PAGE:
The 71st World Health Assembly (#WHA71), the annual decision-making body of the WHO, took place in Geneva on 21st-26thMay. Johannes Trimmel, Peter Holland and I attended, participated in numerous events, and met key WHO officials and other players. The mood was positive and optimistic: WHO Director General Dr Tedros and the new team were successful in getting agreement to their strategy, the General Programme of Work 2019-2023 (#GPW13). If resources follow and all goes to plan, it will lead to a significant shift in the way the WHO operates. Everything will be geared towards achieving universal health coverage and the realisation of the health SDGs. The WHO aims to become more impact-focused, more country needs and in-country action oriented, and take a stronger leadership role. Although many countries in the debate called for a clearer way forward and a more detailed impact framework and indicators, there was strong support for the strategy and for its strengthened in-country focus.
The sub-title of the General Programme of Work is ‘Promote health, Keep the world safe, Serve the vulnerable’. It has 3 targets:
1 billion more people benefiting from universal health coverage
1 billion more people protected from health emergencies, and
1 billion more people enjoying better health and well-being.
Partly in response to mistakes in tackling Ebola and the evident weak underlying health systems, the programme includes continued and increasing emphasis on health systems as well as changes in the way the WHO shall address emergencies. The emphasis on Universal Health Coverage and the focus on health systems and integrated and people-centred care offer significant advocacy opportunities for eye health. There is also very welcome attention to disability inclusion, including some focus on rehabilitation, and numerous references to equity and rights.
Eye health must be integral
According to the WHO team we met with during the week, WHO’s work on eye health will demonstrate alignment to the General Programme of Work. They are doing some work on their future work programme, including looking at what technical products should be developed to support the integration of eye health in health systems and take advantage of the stepped-up push for Universal Health Coverage globally. The aim being to ensure that all people can access eye health according to need and without suffering financial hardship. On the topic the WHO team is looking at, is developing a priority package for eye care interventions. This potential to develop this package was highlighted in the consultation draft of the World report on vision from earlier this year. They are also looking at options to keep eye health on the global health agenda and to monitor progress.
Other developments: the First WHO resolution on Assistive Technology
The adoption of the Assistive Technology resolution was a big win. Despite massive unmet need, assistive devices have not been on the WHA agenda before. During the week, IAPB met with the WHO’s Global Cooperation on Assistive Technology team (GATE), WHO’s global partnership initiative on assistive technology, with whom we already have a close relationship. IAPB’s Standard List now incorporates GATE’s vision related assistive devices. The resolution gives GATE a clear mandate for its work. It will be an important tool to promote better systems and access to assistive devices, as countries have made a commitment to strengthen their policies and programmes on access to assistive technology. The resolution should also benefit access to vision related devices as they are heavily featured in WHO’s work on assistive devices. The GATE team has a number of actions underway, including developing guidance for procurement, work on standards and a training package for primary healthcare, which includes a module on vision and reading glasses.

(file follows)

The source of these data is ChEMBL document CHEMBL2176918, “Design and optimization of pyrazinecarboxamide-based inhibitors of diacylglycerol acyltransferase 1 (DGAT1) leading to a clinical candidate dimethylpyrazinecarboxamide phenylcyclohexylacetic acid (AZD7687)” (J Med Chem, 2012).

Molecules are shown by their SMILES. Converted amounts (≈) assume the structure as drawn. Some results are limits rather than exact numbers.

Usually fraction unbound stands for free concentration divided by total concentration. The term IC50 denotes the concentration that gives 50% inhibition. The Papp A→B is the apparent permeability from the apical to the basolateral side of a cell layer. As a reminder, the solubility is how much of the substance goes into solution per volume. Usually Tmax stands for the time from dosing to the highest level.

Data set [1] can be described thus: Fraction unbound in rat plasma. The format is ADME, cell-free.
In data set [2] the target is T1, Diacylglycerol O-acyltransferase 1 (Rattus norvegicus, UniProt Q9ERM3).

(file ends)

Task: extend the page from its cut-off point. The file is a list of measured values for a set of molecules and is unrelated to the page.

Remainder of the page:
Other important developments around the WHA included:
preparations for the High-Level Meeting on Non-Communicable Diseases;
a new Action Plan to achieve the health SDG3. This was called for by Germany, Ghana, and Norway with strong messaging on improving partnerships and streamlining the work of the main funding mechanisms including the Global Fund and GAVI; and
a new WHO task force for civil society engagement.
This is an exciting time for eye health. Ahead of the launch of the World Report on VisionIAPB and members are starting to work on a resolution for the following World Health Assembly. We aim to secure support and buy-in from countries on recommendations and next steps on eye health as set out in the World Report on Vision. The WHO eye health team are keen to work with IAPB and members on the future work programme, including the development of the prioritypackage of eye care interventions. We will have an important role in ensuring that the package is comprehensive and fit-for-purpose, and in advocating with governments to ensure they include comprehensive eye care in their UHC schemes. WHO may also seek help in piloting integration approaches.
There is a lot to do. As implementation of the General Programme of Work begins, we will need to support WHO in their efforts to help make eye health integral to Universal Health Coverage and ensure governments take the practical steps needed to make eye health for all a reality.
For more information on Universal Health Coverage and the GPW13 or on disability inclusion and the GPW13, please email [email protected].
(An earlier version of this post noted that the World Report on Vision would be launched in October, and that it would be followed by a resolution in WHA 2019. This has now changed. This post also listed Johannes Trimmel’s IAPB email ID for any queries on UHC and GPW13. Johannes no longer works for IAPB.)